New Inquiry progress briefing published today

On April 5th, the Undercover Policing Inquiry is due to hold a preliminary hearing at the Royal Courts of Justice.

This hearing is to deal with issues brought up by the Metropolitan Police in an attempt to delay and deny our efforts to get to the truth.

The Inquiry has made much slower progress than originally envisaged (a three year Inquiry, ending in July 2018), largely as a result of police applications for as much secrecy as possible. The Inquiry team have now stated that evidence hearings probably won’t take place until at least 2019.

Although progress is still excruciatingly slow, it does appear that the Inquiry is finally adopting a more robust attitude towards the police’s delaying tactics.

This hearing is also an opportunity for Core Participants to make submissions of their own, and for those affected by undercover policing to have their voices heard.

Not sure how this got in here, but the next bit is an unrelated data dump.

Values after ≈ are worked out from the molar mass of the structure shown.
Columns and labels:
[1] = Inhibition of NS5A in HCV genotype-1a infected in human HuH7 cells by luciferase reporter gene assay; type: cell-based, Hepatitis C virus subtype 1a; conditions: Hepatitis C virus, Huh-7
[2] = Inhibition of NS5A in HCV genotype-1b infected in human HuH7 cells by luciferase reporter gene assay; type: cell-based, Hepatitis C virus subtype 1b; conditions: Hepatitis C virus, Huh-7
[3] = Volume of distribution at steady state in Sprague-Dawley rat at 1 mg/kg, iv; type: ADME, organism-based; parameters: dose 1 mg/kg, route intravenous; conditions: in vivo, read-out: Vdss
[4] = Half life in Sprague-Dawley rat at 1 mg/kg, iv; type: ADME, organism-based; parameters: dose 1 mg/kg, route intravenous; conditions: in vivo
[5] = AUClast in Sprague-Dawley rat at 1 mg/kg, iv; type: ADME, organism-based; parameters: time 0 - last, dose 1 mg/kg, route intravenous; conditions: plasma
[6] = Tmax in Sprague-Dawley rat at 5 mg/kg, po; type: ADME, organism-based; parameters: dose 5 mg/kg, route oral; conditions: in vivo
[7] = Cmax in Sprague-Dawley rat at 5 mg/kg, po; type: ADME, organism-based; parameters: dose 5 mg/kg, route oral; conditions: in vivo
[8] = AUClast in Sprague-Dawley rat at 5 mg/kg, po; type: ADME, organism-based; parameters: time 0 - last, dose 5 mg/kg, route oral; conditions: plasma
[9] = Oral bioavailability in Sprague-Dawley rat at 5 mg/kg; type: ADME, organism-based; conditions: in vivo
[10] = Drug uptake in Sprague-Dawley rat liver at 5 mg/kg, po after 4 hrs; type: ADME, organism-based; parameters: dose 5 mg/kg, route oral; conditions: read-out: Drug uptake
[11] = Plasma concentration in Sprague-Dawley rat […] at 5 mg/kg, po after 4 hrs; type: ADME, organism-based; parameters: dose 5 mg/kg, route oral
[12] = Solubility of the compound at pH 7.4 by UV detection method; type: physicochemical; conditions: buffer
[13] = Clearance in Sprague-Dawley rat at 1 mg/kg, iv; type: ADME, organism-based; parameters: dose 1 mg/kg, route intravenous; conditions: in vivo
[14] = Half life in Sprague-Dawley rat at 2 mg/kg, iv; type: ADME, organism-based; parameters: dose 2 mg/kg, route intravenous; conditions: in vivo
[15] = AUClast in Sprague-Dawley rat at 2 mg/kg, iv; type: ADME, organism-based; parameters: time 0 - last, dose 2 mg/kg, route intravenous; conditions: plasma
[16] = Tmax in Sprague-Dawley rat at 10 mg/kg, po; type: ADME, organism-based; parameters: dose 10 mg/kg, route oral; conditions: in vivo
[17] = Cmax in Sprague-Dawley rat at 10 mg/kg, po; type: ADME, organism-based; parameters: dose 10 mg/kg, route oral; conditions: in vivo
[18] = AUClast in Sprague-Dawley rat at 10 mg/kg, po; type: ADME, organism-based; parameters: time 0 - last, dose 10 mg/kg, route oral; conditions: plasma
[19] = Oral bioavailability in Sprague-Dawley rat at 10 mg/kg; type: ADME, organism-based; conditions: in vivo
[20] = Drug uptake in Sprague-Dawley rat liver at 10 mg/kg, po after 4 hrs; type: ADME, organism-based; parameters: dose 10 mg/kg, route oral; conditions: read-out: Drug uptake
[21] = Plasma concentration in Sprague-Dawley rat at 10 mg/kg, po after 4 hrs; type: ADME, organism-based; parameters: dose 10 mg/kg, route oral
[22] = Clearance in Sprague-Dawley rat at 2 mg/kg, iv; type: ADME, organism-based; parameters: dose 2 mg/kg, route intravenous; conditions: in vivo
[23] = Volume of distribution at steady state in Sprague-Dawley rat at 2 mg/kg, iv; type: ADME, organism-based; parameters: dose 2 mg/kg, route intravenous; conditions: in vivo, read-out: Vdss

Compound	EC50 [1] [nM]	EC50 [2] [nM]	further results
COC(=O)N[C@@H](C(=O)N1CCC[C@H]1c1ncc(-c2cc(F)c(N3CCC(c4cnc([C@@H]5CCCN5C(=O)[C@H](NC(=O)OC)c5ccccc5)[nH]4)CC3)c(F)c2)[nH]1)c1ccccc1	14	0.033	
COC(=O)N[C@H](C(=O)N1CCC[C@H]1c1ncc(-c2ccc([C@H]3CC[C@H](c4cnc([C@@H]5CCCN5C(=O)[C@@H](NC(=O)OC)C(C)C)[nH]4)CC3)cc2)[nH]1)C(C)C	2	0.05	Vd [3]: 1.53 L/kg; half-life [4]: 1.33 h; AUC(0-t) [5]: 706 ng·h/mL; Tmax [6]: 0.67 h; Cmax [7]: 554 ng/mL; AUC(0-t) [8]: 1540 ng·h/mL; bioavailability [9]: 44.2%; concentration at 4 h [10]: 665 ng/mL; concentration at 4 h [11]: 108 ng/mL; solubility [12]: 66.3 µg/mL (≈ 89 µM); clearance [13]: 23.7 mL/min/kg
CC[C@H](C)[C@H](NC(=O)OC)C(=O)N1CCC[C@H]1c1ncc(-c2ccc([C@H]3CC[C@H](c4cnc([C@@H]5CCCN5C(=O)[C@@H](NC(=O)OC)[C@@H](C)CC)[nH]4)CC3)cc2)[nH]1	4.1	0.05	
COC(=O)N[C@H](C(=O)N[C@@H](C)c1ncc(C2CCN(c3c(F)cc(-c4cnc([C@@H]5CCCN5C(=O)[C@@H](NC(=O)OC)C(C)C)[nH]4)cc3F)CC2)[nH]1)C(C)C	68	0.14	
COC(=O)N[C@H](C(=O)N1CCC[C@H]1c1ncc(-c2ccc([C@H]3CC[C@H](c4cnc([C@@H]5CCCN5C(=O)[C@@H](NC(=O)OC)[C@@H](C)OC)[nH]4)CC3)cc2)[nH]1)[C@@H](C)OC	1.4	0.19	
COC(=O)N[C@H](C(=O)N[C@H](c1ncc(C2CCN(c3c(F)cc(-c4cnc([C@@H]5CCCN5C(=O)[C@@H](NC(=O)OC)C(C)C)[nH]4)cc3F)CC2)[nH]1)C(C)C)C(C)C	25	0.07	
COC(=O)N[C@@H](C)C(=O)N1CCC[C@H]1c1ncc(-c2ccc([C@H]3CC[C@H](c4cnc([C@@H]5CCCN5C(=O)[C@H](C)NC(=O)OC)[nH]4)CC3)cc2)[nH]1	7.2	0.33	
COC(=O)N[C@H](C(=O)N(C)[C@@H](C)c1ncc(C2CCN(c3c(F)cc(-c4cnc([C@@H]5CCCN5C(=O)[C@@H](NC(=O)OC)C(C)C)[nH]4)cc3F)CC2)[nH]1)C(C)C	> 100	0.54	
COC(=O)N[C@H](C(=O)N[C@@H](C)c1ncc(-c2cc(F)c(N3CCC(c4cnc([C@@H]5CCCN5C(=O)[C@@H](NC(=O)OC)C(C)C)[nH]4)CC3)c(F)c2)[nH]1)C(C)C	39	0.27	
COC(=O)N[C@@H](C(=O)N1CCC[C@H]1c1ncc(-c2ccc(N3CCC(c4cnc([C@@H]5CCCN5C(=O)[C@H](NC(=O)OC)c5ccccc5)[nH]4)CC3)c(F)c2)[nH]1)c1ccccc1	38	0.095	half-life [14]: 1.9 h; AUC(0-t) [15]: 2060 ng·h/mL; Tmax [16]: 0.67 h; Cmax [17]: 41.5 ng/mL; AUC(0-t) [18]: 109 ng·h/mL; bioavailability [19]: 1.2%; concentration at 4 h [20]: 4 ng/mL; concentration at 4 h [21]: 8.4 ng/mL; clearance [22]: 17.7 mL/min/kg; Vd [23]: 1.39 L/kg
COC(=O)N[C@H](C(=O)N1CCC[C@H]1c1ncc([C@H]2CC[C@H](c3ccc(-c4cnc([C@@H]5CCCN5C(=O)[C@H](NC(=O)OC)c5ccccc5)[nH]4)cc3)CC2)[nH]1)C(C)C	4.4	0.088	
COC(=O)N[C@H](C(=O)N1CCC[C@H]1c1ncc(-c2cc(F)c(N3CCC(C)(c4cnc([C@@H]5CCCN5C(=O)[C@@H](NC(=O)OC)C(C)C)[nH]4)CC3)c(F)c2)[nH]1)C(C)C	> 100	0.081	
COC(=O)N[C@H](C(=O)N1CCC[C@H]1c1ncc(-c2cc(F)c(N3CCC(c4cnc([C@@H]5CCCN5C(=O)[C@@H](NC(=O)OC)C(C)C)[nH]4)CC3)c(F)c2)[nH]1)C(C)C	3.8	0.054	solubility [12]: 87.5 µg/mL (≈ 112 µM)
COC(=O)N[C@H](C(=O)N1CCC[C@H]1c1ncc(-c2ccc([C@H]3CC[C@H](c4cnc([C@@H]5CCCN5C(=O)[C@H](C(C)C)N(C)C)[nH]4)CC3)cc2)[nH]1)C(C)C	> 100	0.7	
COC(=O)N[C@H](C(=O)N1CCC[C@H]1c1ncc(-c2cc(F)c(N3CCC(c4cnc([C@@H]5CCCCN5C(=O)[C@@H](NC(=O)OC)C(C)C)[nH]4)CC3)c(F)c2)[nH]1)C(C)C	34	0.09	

It’s vital that the (“non-State, non-police”) Core Participants in this Inquiry are able to understand the legal issues, and the way the Inquiry will operate, in order to take part.

It’s also important that the wider public, and press, have access to information, so they can continue to support us through what may become a very long process.

To this end, we are pleased to publish our third Progress Briefing on the Undercover Policing Inquiry.

This edition covers:

  • the Inquiry’s approach
  • the 5th April hearing: what the Met are demanding
  • the struggle for disclosure: of cover names & groups spied on
  • the document shredding scandal
  • the long-awaited Secure Database
  • Pitchford’s retirement from the Inquiry
  • issues relating to the Rehabilitation of Offenders Act
  • the planned Witness Process

If you find this helpful, please have a look at the other Progress briefings and reports we have written on the Undercover Policing Inquiry.

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